JACKSONVILLE, Fla — For the first time since opening, the new Gateway Mall vaccination site gave close to its number of available doses Monday.
Over the weekend the new FEMA sites were giving less than half the number of vaccines they can do.
Most people are still unvaccinated and because of that, an epidemiologist at UF Health Jacksonville says the lower hospitalization rates seem to be just another plateau of cases and have nothing to do with the vaccine.
This means COVID-19 case numbers could spike again and healthcare experts want more people to choose the vaccine.
"We don't have time to wait five, six, seven years to educate and to convince people to get this vaccine," said Director of Accreditation and Infection Prevention Chad Nielsen with UF Health Jacksonville. "We have to do it now because with these variants popping up, it's proof that if we don't get more of the population vaccinated this virus isn't going anywhere anytime soon."
Nielsen calls the number of vaccines not going into arms "troubling." Now in its first full week and with expanded eligibility, almost 1800 of the 2000 vaccines at Gateway Mall were used Monday. But according to Nielsen, vaccination rates are not the reason hospitalization rates are down.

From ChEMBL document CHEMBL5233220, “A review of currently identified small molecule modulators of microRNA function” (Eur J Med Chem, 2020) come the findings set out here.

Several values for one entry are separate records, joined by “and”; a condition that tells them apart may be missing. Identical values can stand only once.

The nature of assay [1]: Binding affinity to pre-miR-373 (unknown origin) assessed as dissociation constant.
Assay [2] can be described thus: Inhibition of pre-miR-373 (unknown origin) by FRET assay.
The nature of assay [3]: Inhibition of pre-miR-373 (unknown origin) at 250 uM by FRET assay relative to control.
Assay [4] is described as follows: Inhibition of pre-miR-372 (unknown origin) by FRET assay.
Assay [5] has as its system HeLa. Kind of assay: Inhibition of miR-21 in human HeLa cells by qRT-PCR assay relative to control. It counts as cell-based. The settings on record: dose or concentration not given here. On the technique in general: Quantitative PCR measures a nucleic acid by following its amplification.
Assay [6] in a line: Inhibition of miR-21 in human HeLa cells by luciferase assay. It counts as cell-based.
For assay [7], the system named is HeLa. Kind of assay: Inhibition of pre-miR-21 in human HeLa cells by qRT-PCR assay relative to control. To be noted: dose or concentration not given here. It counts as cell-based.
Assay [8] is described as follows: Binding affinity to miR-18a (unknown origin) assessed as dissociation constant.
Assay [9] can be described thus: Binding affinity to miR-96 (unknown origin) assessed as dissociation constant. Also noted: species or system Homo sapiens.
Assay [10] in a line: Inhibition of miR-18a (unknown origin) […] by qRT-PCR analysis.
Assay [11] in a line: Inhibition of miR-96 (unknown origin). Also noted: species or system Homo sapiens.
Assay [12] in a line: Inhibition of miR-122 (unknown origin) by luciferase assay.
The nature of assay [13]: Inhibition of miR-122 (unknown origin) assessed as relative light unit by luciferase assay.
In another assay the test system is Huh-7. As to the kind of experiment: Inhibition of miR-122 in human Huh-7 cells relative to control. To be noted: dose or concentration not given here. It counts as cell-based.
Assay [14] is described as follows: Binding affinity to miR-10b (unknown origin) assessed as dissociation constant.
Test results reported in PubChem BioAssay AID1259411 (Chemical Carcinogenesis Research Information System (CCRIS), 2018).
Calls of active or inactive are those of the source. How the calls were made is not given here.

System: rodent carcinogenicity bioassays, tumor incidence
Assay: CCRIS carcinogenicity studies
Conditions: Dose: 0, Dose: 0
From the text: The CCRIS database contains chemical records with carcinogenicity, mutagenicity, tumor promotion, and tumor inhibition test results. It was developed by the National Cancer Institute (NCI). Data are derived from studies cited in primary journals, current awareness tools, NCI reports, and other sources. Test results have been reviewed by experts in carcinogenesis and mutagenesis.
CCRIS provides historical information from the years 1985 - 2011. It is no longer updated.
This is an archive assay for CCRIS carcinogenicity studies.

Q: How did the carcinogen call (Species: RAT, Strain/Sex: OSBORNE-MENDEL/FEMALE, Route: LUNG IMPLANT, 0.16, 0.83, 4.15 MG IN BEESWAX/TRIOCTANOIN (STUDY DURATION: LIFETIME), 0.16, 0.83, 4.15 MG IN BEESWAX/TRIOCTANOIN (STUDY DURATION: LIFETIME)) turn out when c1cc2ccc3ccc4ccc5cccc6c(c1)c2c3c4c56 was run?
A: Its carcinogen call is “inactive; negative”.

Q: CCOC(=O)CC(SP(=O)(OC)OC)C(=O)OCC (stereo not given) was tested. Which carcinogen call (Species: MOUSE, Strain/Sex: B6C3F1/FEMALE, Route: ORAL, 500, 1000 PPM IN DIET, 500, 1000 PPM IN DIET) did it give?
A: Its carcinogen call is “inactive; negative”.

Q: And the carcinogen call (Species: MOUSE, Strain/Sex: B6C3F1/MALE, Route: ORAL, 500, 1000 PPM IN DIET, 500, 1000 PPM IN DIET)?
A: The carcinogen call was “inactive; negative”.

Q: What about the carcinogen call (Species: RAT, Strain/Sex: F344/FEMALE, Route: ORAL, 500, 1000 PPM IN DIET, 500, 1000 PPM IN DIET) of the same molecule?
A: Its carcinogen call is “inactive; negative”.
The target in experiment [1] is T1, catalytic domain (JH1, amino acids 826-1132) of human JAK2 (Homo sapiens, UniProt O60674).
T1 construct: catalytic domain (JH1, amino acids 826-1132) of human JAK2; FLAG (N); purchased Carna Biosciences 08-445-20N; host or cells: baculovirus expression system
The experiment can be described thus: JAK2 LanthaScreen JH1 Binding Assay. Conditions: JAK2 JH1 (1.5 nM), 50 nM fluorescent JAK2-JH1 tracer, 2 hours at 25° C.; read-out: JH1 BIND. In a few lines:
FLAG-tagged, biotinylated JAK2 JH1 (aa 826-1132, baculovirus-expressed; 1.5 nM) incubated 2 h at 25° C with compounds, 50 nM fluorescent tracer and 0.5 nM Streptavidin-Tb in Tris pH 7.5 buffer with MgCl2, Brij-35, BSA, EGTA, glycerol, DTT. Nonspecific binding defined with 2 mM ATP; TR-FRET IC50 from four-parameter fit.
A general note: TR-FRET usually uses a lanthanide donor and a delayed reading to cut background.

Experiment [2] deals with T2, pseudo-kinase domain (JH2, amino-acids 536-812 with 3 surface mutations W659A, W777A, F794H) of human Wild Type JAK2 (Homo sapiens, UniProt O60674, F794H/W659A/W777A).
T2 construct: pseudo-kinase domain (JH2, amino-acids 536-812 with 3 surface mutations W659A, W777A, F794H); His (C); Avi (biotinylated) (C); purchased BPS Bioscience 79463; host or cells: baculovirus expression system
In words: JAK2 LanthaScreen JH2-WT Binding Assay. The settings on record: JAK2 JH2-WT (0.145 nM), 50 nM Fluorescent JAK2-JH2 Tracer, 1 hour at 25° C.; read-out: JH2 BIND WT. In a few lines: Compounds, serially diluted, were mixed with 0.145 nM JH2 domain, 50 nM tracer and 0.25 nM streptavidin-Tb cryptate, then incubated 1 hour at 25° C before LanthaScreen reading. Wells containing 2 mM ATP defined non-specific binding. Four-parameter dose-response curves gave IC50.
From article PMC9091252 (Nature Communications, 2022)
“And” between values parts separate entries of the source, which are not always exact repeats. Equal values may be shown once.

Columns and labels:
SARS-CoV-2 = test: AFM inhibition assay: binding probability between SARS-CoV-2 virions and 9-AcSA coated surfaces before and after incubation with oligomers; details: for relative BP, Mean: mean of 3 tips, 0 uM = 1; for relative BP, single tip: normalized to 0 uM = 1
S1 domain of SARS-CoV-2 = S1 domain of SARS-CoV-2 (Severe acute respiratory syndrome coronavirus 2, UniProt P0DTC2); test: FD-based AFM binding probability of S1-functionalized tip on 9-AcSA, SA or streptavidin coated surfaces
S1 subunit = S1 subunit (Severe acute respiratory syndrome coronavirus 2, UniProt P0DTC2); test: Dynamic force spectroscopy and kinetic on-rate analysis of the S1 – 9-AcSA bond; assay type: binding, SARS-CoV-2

"We don't believe that to be true at all," he said. "In public health and [epidemiology] we try and follow the trends and what we're seeing right now is similar to what we saw in the fall. If people would remember we had a large amount of cases over the summer and then those leveled off into the fall and then you saw those cases increase dramatically into the winter months and then in January. We're at a plateau right now so our cases aren't decreasing to zero. They're holding flat and so what that means is we still have that risk of another surge, particularly with the summer coming up and holidays, July 4th."
There are two ways to reach herd immunity: get the virus or get the vaccine. Recent estimates show for herd immunity to be reached, 70 to 90 percent of the population would either have to get the vaccine or be infected with the virus.
"They're saying between those who got natural immunity from actually getting COVID or those who got immunity from the shot, we might reach herd immunity by the summer," said Nielsen. "That's a nice thought. I don't think we have the evidence to show we're moving in that direction and we don't have enough evidence to know how long natural immunity really lasts in people who have had covid. But certainly we can achieve it if we get more vaccine out."
Nielsen says UF Health is averaging around 40 COVID-19 patients a day, far from the "Christmas peak" of 130, but he says half of their cases are new within the last two weeks. The cases and deaths are still coming.
Nielsen believes soon there could be travel restrictions lifted based on if you've gotten the vaccine. With the summer coming up, he's hoping that's incentive for more people to get vaccinated.
Florida is getting close to vaccinating four million people and nearly 22 million people live in the state.